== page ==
Monday, May 24, 2010

Of bears and bulls, McClellan Oscillator and Oversold bounces

After their impressive comeback in the last few minutes of trading on Friday, the table was all set up for bulls to bounce back today. I, like I believe many others, thought we would start off strong today before the bears would fade any gap and eventually prevail. Well, I got the second part of that right dear readers, didn't I? All the bulls had to do was show up. But Alas! As you and me now know very well dear readers, blessed as we are with excellent hindsight, that the bulls forgot to turn up today. The bears waited patiently for them for most of the day, like good hosts should do (for surely, bears own the house now), but eventually decided to carry on with their party without the bulls.

Let's have a look at how the S&P chart looks after today. The February lows remain an obvious area of support and one can also expect some support at 1160 levels. 

But despite the bears' obvious domination, I would still not recommend going short here dear readers. And here is why. Both NYSE and NASDAQ McClellan Oscillators, indicators which I have found very reliable in calling tops and bottoms in the past, are at extremely oversold levels here. 

Does that mean a bounce will happen tomorrow? No! Not at all dear readers. An oversold market can easily become more oversold. All it means that the odds are in favor of a bounce here. The market always work in probabilities dear readers, never in certainties. And so does life. But I am sure you already know that. I think we will see higher lows being made in both these oscillators.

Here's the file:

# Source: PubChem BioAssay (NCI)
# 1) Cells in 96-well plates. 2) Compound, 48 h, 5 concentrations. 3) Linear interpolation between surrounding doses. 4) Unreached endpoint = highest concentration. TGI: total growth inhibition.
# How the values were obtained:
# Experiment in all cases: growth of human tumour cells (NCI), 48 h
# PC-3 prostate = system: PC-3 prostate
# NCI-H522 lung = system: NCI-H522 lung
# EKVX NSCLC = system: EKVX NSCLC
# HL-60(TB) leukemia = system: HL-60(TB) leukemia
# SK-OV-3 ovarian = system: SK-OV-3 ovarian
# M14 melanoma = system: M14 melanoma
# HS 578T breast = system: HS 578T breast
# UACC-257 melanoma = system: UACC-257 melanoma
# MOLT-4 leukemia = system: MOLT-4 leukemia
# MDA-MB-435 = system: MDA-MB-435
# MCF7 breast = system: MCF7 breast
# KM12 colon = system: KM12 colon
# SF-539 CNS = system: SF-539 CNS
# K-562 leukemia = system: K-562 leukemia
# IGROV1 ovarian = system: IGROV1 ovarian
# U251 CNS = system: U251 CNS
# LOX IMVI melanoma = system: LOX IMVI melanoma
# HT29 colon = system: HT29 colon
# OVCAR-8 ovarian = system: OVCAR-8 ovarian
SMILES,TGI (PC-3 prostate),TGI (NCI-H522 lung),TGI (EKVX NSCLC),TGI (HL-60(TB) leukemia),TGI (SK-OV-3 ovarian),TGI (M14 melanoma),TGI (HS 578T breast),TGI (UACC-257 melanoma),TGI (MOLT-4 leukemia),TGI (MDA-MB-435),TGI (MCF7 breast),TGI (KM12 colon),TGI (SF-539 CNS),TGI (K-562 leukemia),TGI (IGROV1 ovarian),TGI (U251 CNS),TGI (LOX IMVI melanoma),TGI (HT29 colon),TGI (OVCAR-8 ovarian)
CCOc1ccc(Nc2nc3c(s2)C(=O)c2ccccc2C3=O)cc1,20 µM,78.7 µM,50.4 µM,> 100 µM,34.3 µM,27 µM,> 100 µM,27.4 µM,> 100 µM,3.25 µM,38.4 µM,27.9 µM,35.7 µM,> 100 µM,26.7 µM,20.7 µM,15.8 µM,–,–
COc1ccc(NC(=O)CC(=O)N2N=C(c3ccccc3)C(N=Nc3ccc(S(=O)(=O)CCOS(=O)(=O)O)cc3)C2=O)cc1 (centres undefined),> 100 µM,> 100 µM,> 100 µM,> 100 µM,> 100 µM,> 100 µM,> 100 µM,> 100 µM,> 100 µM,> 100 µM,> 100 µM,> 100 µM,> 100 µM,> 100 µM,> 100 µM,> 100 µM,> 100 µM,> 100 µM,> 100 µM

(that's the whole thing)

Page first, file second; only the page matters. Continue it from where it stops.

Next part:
As for individual stocks, Gold made a very nice move up today and the intraday action was very encouraging. NGD is my usual gold play. And like I wrote earlier, I got into DLTR today, which showed excellent action for most of the day, before giving in to the market action close to the end. Also, I would recommend keeping an eye on PAL here. This is a gut call here coming from watching the action on tape today. The chart is ugly but I think something might be brewing here.

And that's all from me for today dear readers. Take care and good luck!


The Dabbler said...

McClellans measure the momentum of Advance/Decline ratio on the respective indices. The oscillator is a faster moving average of the A/D line which moves over a longer (slower moving average). If the shorter moving average crosses below the longer, the oscillator becomes negative. The oscillator measures momentum (the delta in the market breadth), not overbought/oversold conditions. The fact that it is very low does not necessarily mean that it is going to rebound in the near future.

There are times when you would be better off looking at support and resistance (I use Point and Figure charts). My Charts show that if the S&P closes below around 1050, its a free fall to 997. At this point, it doesn't matter whether the market is over sold -- the market determines what the settlement price is.

Hope this can help.

positiontrader said...

Thanks for the comment Dabbler. You are right about the McClellan Oscillator being a breadth oscillator, but surely the breadth of the market can be used to determine overbought/oversold conditions. I generally follow support and resistance levels too but turn to the McClellan Oscillator in extreme market conditions such as these. It works rather well in my experience, and I recommend plotting the oscillator against the S&P and NASDAQ to verify that.Of course, it is not perfect but it gets the job done, most of the times at least.